America’s tax-cut obsession is colliding with reality in Kansas

Kansas revenues reap what tax cuts sow.
Kansas revenues reap what tax cuts sow.
Image: AP Photo/Orlin Wagner
We may earn a commission from links on this page.

It’s hard to overstate the appeal of tax cuts in the US, a nation that was primarily formed in opposition to government revenue collection.

The traditional champions of tax cuts, conservative Republicans, haven’t occupied the White House since 2008, when Barack Obama was elected as president. In many “red” states, however, Republicans are in charge. And they are making policy along rigid conservative lines.

Kansas may be foremost among them. Its governor Sam Brownback, a former US congressman and senator, led an aggressive effort to cut taxes soon after winning office. The idea is that tax cuts would reinvigorate job growth and bolster the state’s economy, replenishing state coffers along the way.

It hasn’t worked out all that well. Kansas’s job picture has improved since 2011 when Brownback took office. But rates of job growth have been slower than the country as a whole and compared with nearby states like Nebraska and Missouri. Meanwhile, and predictably, revenues have fallen faster than spending, forcing the state to dip into reserves.

Moody’s downgraded its debt rating on Kansas in April, citing ”sluggish economic recovery and a structurally imbalanced budget.” S&P followed, axing Kansas’s debt rating today. S&P analysts say that “substantial shortfalls in individual income taxes” will likely eat into the state’s cash cushion at a very low 0.6% of expenditures, far too thin for a period of economic expansion.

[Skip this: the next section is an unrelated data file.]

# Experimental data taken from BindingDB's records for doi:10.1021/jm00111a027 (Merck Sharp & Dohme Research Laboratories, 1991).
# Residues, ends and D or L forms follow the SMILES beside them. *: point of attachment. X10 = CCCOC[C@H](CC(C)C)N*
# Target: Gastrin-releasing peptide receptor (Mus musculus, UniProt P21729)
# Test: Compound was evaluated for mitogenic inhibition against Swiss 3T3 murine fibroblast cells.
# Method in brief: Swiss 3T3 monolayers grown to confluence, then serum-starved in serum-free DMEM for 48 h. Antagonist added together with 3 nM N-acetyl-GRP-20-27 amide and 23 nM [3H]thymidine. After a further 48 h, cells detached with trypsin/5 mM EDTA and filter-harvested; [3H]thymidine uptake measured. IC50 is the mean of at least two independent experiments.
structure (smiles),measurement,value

Image: Moody's

It shouldn’t be a surprise that tax cuts, without more difficult spending cuts, leave governments on unstable financial footing. After all, federal deficits exploded under president Ronald Reagan, the patron saint of Republican tax-cutting. (Arthur Laffer, an architect of Reaganomics, is a key adviser to Brownback.)

But from a political tactician’s standpoint, undermining state finances probably isn’t a bad thing. After all, the backdrop of declining state finances makes it much easier to argue that the time for steep spending cuts has come.

In that sense, the tax cuts look more like political posturing than a sincere effort to balance the budget. In other words, voters, not bond analysts, will decide how effective the tax cuts have been when Brownback fights for re-election against Democratic challenger Paul Davis this November.